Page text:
"Shareholder resolutions are a key way in which concerned shareholders can prod management into dialogue, raise public awareness about issues, and bring some semblance of democracy into corporate policy-making," says Chan-Fishel. "Expanding the personal grievance exclusion takes away the power of shareholders to bring up such issues."

Groups also say the SEC is attempting to cut down on proposals by excluding those on issues which represent less than 10 million or three percent in annual revenues, whichever is larger. Many issues, such as child labor or employment discrimination that cannot be measured easily in terms of economic impact would be cut out, says Smith.

While rights and environmental groups also say some progressive shareholder concerns fall under the $10 million limit and would therefore be excluded, the New York-based American Society of Corporate Secretaries (ASCS), a corporate advocacy group, says that this limit should be made higher.

"For the most part we find the total package of changes balanced, but we believe that, among other things, the relevance exclusion should be higher because anything lower usually does not concern most shareholders," Michael Goodman, an ASCS spokesman told IPS.

Another part of the SEC's proposed changes involves increasing the percentage of votes which a resolution must receive to be resubmitted the second and third year. Currently, a proposal can be resubmitted year after year if it receives a minimum of three percent of the vote in year one, six percent in year two, or 10 percent in year three. The proposed rule would boost these minimum requirements to six percent, 15 percent, and 30 percent, respectively.

"This would make it impossible for shareholders to raise many issues more than once," says Chan-Fishel. "Usually progressive resolutions need years of public education and receive only a very small percentage of votes. A 10 percent vote is already considered a very strong message to management."

The proposed rules aim to prevent employment issues from being placed on the ballot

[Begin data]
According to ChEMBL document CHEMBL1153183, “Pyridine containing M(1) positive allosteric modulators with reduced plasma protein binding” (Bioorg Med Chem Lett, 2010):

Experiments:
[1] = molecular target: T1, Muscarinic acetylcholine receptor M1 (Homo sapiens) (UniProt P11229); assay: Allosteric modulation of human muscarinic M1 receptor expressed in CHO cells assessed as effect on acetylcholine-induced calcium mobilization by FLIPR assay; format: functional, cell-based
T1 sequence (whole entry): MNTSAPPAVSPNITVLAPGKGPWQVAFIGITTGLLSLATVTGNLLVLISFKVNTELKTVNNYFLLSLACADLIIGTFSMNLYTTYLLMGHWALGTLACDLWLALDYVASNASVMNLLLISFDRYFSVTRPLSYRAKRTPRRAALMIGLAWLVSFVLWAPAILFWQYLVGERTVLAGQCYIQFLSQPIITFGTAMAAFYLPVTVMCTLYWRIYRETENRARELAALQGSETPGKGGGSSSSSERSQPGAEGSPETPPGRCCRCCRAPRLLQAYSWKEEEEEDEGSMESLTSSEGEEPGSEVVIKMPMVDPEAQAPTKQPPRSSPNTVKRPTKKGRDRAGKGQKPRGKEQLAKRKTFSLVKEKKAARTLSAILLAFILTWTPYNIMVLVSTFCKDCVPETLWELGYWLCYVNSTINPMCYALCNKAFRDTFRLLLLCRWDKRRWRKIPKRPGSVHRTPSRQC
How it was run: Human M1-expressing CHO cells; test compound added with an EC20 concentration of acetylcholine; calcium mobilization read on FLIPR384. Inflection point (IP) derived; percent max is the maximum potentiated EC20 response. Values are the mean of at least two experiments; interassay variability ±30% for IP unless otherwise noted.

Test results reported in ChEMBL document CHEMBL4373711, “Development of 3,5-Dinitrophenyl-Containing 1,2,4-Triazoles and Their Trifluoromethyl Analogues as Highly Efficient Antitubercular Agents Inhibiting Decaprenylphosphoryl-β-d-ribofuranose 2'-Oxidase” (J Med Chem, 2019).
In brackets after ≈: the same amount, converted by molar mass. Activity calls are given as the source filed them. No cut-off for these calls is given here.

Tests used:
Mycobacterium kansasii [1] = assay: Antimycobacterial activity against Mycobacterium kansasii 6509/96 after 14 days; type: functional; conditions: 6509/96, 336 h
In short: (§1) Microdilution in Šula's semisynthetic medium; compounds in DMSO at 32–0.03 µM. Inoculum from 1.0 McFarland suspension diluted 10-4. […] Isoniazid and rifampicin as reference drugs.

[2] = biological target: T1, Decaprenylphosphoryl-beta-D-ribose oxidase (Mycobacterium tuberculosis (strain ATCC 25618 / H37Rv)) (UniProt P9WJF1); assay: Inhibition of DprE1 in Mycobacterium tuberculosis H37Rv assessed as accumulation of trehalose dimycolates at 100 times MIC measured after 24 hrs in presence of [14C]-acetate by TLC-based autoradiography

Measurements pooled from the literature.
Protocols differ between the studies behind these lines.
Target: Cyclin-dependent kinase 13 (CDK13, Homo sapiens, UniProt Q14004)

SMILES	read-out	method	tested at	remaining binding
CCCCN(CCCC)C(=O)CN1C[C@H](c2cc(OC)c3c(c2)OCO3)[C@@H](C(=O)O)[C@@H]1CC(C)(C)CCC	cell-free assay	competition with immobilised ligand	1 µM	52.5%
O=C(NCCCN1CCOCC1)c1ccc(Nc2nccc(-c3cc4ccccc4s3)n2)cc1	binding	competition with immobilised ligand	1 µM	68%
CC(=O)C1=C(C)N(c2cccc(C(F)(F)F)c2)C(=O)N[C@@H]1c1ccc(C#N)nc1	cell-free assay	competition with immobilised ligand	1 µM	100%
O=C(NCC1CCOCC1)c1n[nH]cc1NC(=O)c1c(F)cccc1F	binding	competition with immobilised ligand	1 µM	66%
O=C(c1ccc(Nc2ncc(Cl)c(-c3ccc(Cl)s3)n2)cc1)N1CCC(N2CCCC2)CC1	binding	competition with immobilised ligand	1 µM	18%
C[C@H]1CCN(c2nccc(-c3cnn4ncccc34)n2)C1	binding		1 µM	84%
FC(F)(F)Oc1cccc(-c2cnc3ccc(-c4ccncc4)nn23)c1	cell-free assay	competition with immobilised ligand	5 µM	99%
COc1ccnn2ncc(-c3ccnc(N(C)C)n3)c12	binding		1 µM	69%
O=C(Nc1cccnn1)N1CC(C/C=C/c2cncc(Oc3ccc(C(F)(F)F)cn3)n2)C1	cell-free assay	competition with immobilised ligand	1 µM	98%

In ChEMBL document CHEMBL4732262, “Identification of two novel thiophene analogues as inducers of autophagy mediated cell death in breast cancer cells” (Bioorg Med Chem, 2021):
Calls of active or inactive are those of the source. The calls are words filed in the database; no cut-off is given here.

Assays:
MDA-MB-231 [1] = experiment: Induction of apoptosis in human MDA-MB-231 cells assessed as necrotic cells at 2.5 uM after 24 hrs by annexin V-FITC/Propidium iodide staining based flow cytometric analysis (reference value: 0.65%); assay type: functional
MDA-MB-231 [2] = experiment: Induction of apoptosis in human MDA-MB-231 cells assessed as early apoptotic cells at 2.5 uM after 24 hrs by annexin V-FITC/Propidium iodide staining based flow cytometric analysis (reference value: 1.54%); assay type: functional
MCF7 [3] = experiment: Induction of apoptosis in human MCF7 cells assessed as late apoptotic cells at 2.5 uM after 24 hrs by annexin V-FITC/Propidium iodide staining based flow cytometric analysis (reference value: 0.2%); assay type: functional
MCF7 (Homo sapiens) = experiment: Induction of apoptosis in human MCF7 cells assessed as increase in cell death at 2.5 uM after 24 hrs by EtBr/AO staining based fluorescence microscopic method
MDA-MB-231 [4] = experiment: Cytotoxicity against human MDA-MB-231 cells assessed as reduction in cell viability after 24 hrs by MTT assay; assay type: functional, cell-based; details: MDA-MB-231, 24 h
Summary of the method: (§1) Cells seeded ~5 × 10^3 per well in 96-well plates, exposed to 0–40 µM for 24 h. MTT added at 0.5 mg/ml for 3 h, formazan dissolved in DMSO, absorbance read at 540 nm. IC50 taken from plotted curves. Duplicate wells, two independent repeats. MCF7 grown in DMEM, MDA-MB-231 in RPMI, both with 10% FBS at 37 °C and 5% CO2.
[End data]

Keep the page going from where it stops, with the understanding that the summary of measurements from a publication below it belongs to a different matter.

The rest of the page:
Even most of the resolutions demanding divestment from South Africa during the apartheid era failed to receive 15 percent of the vote, so raising these minimum requirements would prohibit the vast majority of social/environmental resolutions from being brought up more than once, says Smith.

One of the seemingly more progressive of the SEC changes calls for the repeal of the 1992 "Cracker Barrel" case, in which a shareholder resolution that would have prohibited discrimination based on sexual orientation was disallowed. The SEC claimed that employment issues in general are matters of "ordinary business," and should be dealt with at a management, not at a shareholder/policy level.

The proposed rules aim to repeal the Cracker Barrel case, again allowing employment issues to be put on the ballot.

"Clearly, repealing Cracker Barrel is a step in the right direction," says Chan-Fishel. "However, the SEC can still throw out other labor issues, such as sweatshops or living wage initiatives, on a case-by-case basis. By repealing Cracker Barrel, it would take until 1999 before this policy change would go into effect."

Even Wallman, the former SEC commissioner, says, "The SEC should end its policy of exclusion on employment issues immediately, rather than waiting until 1999."

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Albion Monitor November 24, 1997 (